Economics editor Chris Farrell
Looking for guidance on your personal finances? Check out the Getting Personal blog. One question is answered every day. Others may be selected for the Marketplace Money show. Browse the blog.
I have two 529's, one for each of my daughters, opened in 2007 60k each. the maximum growth only one made was 7k. Both dumped below 50k in the crash. Now max profit is 4600 and 1500.
I have consistently made more with stocks. In one case over 200% profit since 2007.
The point: What are both the steps, and ramifications to cashing in both 529's and putting them into stocks to truly make some college money? I have less than two years on one of my girls to do anything.
Both Farrell and Vigeland should be deep-sixed for gross negligence. For sure last entry on Soc Sec applies, and they never asked the most important questions: how much are you spending vs your income = how much you are drawing down on assets (asset depletion being the greatest issue to early retirement),
and how much in financial assets does he have as his pot of gold.
Then they completely screwed up the credit card situation. Someone who has 16 cards, but not using 14 (so presumably no balance) should not close them. While i wouldn't recommend that anyone open that many, once they exist, keep them. But don't carry them! (Put under your sweaters - that's a better solution to possible theft than hosts offered.) If one loses a job, new credit becomes unavailable. Further, as improperly minimized by the hosts, closing accounts does impact credit rating so why do it? Just don't use the acct - except once every yr or 2 to keep it active - and for sure pay the balance when billed!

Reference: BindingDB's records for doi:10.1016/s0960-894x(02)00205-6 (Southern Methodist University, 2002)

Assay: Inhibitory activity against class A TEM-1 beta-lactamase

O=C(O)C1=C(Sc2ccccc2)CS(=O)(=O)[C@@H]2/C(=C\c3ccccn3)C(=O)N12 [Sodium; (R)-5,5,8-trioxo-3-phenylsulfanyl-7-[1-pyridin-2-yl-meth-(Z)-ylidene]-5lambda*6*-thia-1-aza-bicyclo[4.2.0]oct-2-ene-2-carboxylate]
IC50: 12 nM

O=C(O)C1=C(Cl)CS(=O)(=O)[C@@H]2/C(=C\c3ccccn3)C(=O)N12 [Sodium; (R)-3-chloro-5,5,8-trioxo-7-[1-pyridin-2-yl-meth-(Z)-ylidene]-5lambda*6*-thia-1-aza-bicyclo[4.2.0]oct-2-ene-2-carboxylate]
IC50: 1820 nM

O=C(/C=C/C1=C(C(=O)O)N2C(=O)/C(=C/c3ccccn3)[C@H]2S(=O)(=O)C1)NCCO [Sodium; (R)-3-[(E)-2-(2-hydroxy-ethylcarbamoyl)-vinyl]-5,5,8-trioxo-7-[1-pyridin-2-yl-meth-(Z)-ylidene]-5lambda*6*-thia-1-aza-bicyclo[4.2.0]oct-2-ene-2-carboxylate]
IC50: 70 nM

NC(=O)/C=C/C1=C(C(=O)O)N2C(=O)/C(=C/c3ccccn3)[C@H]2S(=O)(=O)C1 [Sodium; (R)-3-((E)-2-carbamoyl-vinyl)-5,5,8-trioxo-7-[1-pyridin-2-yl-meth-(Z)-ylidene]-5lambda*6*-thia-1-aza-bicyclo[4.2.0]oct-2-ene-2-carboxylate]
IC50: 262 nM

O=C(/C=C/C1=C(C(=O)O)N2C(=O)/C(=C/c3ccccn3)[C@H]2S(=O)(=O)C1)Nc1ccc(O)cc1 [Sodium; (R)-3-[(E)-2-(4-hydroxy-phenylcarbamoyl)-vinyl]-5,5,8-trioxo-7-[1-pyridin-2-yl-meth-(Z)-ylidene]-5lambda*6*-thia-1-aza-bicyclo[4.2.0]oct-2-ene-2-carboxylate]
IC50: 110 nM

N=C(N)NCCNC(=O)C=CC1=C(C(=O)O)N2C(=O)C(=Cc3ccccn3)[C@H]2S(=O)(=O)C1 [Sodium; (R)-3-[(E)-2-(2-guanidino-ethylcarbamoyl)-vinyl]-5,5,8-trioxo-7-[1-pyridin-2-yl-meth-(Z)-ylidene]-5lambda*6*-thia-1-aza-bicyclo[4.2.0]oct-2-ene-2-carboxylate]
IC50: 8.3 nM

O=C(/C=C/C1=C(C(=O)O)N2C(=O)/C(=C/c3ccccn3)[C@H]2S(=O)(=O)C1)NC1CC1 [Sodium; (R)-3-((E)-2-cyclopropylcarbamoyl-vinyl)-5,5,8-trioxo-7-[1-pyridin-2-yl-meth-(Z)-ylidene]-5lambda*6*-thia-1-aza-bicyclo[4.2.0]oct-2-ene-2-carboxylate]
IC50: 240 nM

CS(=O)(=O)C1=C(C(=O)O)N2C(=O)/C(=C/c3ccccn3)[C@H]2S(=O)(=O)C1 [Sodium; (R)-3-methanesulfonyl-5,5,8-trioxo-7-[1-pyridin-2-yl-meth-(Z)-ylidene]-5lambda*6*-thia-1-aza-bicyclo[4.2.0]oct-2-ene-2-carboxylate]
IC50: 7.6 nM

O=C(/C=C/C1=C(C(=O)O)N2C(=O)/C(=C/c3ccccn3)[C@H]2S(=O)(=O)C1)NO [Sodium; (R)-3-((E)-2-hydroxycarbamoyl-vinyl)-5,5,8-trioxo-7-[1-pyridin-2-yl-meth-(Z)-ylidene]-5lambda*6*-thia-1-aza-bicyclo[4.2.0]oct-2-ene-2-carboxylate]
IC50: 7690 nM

On today's show, Chris Farrell spoke with a retired Air Force engineer, and indicated that the engineer's SS benefits would not be affected much by whether he continued working. But the caller only mentioned 24 years of active duty as work experience, and SS benefits are based on the top 35 years of earnings. Perhaps the caller has another 11 years of SS credits, but I didn't hear that verified in the broadcast. It sounds to me like the caller's SS benefits could potentially be reduced by about 30% if he does not continue working and does not have another 11 years of work with SS credits and income comparable to his Air Force income. Am I missing something?
Explore Stories that share this feature's tags
AMERICAN PUBLIC MEDIA
261 S. Figueroa Street, Los Angeles, CA 90012
American Public Media's online services are supported by users like you. Contribute now…